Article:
Parshas Shelach - Tzitzis and the Mekoshesh Eitzim
Parshas Shelach concludes with the mitzvah of Tzitzis, whose theme is remembering Hashem and His commandments. “And they shall be tzitzis (fringes) for you, and you shall look at them and recall all of the mitzvos of Hashem and not go stray after your hearts and after your eyes… In order that you remember and perform all of My mitzvos, and be holy unto your God… (Bamidbar 15:39-40)
The main motif of Parshas Shelach is the Chet Ha-Meraglim (Sin of the Spies). How does the mitzvah of Tzitzis relate to this? What is the role of Mitzvas Tzitzis in our parshah?
Furthermore, immediately prior to Mitzvas Tzitzis appears the story of the Mekoshesh Eitzim – the man who intentionally desecrated Shabbos after being warned about its laws. Rashi notes (from Sifri) that the incident of the Mekoshesh Eitzim teaches the punishment for Shabbos violation, for the basic prohibition of Meleches Shabbos (forbidden Shabbos work) was already presented and known earlier.
How does the story of the Mekoshesh Eitzim relate to the overall theme of Parshas Shelach? What is it doing in our parshah?
Those among B'nei Yisroel who sympathized with the Meraglim and were punished for abandoning faith in Hashem for accepting the Meraglim's reports and arguments were totally mindless of the promises that Hashem made concerning their inheritance of the Land. The people panicked and blanked out of their consciousness the words of Hashem, acting as if He had never told them that He would ensure their successful entry and prosperity in Eretz Yisroel. Unlike the case of the Chet Ha-Egel (Sin of the Calf), in which the nation did not lose faith, but went astray after idolatry in what began as sincere pursuit of faith, and unlike the case of the Mis’onenim (Complainers), in which the masses knew very well that Hashem was watching and controlling all, the Meraglim and their followers were suddenly and completely mindless of all that Hashem had promised; it was as if they were voluntarily stricken with amnesia. It is for this reason that Tzitzis, the mitzvah of remembering Hashem and His commandments, is the concluding message of Parshas Shelach. The unbelievable and inexcusable lapse which occurred to the Meraglim and their followers in the bizarre frenzy of despair is addressed by Mitzvas Tzitzis, the primary mitzvah of memory.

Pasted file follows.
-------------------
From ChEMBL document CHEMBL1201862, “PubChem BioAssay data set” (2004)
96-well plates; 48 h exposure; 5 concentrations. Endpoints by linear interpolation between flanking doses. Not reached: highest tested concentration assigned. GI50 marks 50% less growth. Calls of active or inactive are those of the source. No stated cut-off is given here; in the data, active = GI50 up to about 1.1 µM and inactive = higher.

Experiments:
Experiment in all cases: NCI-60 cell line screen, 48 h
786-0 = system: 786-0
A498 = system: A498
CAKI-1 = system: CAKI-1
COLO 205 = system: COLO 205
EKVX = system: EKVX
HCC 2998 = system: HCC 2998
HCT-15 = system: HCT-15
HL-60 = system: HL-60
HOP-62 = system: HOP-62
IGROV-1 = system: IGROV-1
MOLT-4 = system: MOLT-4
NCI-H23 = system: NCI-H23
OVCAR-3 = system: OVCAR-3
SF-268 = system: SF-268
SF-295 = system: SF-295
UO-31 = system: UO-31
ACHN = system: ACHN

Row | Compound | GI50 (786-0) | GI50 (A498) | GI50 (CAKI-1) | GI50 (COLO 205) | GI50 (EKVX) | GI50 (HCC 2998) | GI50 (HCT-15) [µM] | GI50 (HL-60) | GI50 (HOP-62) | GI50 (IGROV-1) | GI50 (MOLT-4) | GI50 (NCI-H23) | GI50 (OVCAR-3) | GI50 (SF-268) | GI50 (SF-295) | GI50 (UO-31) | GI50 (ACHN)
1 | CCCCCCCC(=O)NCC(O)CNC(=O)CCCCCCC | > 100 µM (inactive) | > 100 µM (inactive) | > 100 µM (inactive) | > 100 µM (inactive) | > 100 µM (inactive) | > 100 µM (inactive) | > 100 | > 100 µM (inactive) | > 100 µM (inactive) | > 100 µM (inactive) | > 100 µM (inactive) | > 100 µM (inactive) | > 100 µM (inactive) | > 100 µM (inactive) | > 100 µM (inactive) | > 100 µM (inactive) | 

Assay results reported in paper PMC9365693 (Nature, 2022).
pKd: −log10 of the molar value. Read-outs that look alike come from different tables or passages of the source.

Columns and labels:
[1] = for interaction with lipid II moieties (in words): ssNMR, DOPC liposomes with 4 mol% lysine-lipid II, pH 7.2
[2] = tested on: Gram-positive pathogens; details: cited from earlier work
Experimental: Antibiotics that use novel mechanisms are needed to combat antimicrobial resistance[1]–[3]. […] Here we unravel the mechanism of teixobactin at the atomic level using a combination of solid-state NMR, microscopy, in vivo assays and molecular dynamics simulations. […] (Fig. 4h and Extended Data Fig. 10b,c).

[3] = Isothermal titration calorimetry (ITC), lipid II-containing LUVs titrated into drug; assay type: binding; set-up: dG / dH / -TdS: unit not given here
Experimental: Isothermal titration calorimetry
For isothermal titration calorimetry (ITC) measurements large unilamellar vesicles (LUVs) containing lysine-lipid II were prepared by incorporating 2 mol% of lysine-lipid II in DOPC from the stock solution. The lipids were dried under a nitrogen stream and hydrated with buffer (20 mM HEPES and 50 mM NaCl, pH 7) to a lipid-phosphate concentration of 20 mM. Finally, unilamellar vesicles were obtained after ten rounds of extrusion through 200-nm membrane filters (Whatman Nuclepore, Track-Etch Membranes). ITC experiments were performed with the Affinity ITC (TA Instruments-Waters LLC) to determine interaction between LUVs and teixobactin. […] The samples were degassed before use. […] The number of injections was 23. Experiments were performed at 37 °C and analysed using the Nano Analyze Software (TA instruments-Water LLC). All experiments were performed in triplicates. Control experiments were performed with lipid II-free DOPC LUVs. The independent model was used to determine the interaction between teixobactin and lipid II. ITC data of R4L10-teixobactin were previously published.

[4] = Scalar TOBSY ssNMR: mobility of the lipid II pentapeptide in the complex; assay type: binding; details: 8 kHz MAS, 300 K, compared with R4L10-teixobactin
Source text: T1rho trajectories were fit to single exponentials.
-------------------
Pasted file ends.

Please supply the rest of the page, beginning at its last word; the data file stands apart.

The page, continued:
We can now understand the role of the Mekoshesh Eitzim in our parshah. As Rashi notes (ibid. v. 32) from the Sifri, this public desecration of Shabbos occurred on the second Shabbos of B'nei Yisroel's liberation from Mitzrayim! The Mekoshesh Eitzim had just passed through Yam Suf (the Sea of Reeds) on dry land, experiencing Hashem’s miracles firsthand; he had lived through the Eser Makkos (Ten Plagues) in Mitzrayim; he had been witness and party to Hashem's supernatural, mass deliverance of the entirety of B'nei Yisroel a mere number of days ago - yet this all made no lasting impression on him. It was almost immediately gone from his thoughts, as he proceeded to willfully violate the most weighty of Torah laws. The Mekoshesh Eitzim’s stunning ability to shake loose from his consciousness all sense of allegiance to Hashem is juxtaposed with the mitzvah of Tzitzis, which cries out that one may never forget that he is a servant of Hashem.
In secular society, public memory is very brief. Unrepentant politicians who are forced out of office as a result of the most egregious forms of corruption emerge a few months or years later as heroes and reborn leaders. Regimes which commit the worst atrocities imaginable are treated with deference and respect in the international community after the world forgets about the crimes committed. Not so the Jew. A Yisroel is adjured to be a person of memory, to never forget and never lose perspective. When something transpires, the Jew recalls and relates it to the larger picture; nothing occurs in a vacuum. This is how the Jew relates to Hashem and Torah, and it is the essence of Parshas Shelach.